How To – Insert and Use Formulas in Word

Sometimes when preparing reports in Word, I need to include some simple data calculations. I usually do this in Excel and then insert the Excel spreadsheet into the Word document, but that can be cumbersome and involves more steps than it should.

I’m all for work smarter, not harder, so I found a much easier way to do this: use formulas inside tables in Word. It doesn’t have the full functionality of Excel, but simple calculations like totals, counts, averages and so on are easily inserted and save me from opening Excel every time I need to add data to Word.

Using Formulas in Word

First you need to insert a Table into your Word document. You can do this from the Insert tab, and select Table.

Word - insert tableOnce the table is inserted, add the data you need.

In Excel, to add the values in each row, you would use a SUM function and specify the required cells. In Word, you have directional terms instead of cell numbers. For example, to add all the numbers in the first row, you would need to use the formula =SUM(LEFT).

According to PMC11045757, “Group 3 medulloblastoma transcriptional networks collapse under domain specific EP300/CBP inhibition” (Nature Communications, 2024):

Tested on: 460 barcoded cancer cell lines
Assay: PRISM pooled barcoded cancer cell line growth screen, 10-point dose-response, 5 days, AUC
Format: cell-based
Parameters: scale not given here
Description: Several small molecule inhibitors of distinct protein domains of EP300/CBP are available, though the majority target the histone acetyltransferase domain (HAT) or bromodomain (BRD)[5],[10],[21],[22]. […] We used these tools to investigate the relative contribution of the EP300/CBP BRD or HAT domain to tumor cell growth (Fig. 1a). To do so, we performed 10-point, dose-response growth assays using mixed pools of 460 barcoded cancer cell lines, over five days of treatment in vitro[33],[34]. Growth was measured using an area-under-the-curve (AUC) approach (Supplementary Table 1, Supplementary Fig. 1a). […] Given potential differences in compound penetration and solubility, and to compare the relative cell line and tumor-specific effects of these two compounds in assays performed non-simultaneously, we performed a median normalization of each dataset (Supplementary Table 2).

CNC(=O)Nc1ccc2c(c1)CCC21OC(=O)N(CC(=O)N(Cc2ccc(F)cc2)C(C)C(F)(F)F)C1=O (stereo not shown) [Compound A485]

To enter the formula into the cell, click into the required cell and go to Layout in the Table Tools section of word.

Click on the Formula button to the far right, and in the dialogue box enter =SUM(LEFT) as below;

You can also use Right, Above and Below, and you can use them with Sum, Product, Min, Max, Count and Average. You can also use the positional statements together, for example =SUM(LEFT, RIGHT) to add all numbers to the left and right of the cell.

You can also use the cell numbers rather than the positional statements, for example =SUM(A1:A3) would look like the below;

Note that you can only use formulas with numbers, and they will only output numbers. For example, in a true or false statement, True will be 1 and False will be 0. The below is an example of if the SUM and the MAX are greater than 60, return true, otherwise false;

If you need to edit the formula, just click into the cell to edit and click on the Formula button again.

Have a look for yourself and see what you can add to your next report with this. You can also have a look at the Microsoft documentation on this topic which provides information on each function.

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